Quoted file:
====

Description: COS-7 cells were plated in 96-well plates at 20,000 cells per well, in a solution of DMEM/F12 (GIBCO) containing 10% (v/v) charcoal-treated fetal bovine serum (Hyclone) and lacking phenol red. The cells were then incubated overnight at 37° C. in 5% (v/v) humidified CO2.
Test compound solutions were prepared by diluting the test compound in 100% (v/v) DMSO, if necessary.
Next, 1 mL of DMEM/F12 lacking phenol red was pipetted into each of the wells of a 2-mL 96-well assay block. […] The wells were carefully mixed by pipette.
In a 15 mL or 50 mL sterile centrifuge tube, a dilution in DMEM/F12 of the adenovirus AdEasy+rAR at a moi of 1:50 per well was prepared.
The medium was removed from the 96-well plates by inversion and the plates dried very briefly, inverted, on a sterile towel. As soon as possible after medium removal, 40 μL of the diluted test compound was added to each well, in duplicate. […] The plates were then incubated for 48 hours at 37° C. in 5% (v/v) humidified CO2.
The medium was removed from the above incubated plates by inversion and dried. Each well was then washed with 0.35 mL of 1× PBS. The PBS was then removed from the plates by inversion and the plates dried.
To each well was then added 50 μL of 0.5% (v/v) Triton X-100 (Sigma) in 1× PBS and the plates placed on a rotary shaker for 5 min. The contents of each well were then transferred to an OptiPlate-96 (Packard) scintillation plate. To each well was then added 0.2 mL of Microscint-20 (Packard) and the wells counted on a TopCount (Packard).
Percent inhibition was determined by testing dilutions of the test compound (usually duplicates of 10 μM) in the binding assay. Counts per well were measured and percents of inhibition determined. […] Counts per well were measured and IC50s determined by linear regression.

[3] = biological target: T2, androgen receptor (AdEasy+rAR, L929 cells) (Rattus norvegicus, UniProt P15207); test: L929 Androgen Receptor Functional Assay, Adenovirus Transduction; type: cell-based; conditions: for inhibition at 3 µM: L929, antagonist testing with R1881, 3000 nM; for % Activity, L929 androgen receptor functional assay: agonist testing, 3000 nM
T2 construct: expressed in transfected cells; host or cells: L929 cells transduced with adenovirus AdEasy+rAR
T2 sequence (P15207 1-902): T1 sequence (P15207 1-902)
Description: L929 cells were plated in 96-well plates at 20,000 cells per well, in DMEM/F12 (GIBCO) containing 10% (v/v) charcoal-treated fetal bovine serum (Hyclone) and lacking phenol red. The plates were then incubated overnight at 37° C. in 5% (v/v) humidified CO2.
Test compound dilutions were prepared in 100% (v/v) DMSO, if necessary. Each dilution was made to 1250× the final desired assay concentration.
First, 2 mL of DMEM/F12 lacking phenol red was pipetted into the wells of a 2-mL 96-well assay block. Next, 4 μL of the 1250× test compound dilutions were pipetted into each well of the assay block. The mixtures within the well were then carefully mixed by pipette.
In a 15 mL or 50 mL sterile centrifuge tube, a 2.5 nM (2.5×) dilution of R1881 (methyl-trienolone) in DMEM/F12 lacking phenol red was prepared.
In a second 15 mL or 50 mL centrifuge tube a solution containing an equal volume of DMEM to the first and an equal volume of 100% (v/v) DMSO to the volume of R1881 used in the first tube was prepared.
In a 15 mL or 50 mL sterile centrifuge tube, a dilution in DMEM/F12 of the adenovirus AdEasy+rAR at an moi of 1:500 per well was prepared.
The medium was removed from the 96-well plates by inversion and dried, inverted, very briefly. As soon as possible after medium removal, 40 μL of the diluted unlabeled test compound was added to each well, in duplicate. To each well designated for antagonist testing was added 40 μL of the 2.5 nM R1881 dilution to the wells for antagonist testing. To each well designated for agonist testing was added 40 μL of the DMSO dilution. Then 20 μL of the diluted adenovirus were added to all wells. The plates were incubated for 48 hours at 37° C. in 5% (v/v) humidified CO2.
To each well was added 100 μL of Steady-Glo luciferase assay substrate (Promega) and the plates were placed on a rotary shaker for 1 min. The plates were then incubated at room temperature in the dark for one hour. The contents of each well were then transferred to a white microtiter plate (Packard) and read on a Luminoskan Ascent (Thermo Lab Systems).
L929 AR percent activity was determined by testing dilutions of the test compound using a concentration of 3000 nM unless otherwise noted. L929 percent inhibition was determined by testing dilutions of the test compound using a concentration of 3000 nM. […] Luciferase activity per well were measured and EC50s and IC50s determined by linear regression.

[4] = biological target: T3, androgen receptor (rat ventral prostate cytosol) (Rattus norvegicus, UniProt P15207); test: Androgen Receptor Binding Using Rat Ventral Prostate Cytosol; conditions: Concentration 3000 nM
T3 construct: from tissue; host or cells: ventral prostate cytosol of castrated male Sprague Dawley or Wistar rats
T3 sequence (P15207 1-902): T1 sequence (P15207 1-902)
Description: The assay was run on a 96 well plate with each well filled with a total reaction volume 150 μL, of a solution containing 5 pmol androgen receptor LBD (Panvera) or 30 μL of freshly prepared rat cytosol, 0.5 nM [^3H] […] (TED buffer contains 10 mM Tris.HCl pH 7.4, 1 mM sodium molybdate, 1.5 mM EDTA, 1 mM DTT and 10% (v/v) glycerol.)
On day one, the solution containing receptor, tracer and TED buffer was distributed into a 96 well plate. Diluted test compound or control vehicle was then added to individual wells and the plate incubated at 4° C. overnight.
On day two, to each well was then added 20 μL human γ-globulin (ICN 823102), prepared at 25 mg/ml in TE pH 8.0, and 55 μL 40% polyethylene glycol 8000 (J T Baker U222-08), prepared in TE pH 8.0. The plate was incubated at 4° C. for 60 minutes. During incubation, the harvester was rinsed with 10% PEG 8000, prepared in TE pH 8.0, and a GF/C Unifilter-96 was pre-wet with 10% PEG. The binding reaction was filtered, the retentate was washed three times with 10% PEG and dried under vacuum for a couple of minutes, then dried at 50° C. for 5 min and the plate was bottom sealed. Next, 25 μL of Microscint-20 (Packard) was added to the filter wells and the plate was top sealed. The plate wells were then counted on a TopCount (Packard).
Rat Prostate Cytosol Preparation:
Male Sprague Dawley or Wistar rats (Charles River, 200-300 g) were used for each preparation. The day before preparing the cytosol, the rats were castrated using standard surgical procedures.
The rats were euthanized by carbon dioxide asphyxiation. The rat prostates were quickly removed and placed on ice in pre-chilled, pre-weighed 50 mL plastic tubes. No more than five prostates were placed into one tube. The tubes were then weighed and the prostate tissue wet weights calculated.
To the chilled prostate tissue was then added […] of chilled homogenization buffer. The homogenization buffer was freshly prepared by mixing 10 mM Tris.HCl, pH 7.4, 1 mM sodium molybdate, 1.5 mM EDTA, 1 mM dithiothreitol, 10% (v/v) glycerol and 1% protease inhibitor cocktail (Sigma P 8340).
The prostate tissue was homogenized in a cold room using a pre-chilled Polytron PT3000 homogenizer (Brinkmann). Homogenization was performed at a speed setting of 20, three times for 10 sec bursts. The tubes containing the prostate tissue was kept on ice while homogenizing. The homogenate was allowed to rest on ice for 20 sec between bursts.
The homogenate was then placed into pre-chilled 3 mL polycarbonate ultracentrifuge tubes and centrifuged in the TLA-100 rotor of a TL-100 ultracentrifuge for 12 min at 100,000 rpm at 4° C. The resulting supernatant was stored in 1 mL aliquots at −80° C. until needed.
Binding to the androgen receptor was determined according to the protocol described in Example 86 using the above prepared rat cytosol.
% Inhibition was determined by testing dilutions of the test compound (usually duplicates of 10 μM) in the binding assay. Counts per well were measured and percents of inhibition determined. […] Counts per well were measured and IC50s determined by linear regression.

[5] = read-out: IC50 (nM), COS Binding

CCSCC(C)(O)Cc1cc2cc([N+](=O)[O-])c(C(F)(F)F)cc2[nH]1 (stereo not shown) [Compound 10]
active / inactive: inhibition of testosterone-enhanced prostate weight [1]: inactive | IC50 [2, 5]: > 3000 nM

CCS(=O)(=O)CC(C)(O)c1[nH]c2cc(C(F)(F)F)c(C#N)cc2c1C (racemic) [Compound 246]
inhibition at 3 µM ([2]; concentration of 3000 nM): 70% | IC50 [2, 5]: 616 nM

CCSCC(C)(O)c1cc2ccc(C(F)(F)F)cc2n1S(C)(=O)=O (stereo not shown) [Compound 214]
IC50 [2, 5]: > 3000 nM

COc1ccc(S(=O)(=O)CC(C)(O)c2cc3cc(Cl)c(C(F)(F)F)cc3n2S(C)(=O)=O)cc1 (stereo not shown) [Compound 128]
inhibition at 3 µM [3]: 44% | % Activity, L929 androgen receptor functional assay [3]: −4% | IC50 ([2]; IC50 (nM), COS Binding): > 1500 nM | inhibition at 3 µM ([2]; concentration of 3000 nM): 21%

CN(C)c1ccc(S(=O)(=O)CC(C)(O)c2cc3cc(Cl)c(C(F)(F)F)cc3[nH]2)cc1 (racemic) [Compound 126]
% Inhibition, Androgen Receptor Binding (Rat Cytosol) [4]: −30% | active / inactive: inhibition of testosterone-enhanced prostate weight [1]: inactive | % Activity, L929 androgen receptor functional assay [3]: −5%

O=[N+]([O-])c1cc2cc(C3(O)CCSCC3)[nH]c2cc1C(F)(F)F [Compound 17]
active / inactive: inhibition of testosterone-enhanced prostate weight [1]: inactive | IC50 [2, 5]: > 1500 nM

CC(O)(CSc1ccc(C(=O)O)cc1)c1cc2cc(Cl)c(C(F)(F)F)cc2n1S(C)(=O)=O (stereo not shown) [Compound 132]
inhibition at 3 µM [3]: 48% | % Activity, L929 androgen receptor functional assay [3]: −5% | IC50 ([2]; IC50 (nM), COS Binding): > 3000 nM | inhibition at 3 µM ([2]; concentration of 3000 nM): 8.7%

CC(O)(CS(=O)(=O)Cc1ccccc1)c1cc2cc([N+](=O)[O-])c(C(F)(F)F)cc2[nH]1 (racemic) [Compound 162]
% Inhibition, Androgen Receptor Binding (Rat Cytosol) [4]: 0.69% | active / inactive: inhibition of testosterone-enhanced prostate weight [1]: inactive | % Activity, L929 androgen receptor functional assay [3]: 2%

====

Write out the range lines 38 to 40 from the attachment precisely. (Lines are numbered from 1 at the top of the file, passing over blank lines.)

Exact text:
CCS(=O)(=O)CC(C)(O)c1[nH]c2cc(C(F)(F)F)c(C#N)cc2c1C (racemic) [Compound 246]
inhibition at 3 µM ([2]; concentration of 3000 nM): 70% | IC50 [2, 5]: 616 nM

CCSCC(C)(O)c1cc2ccc(C(F)(F)F)cc2n1S(C)(=O)=O (stereo not shown) [Compound 214]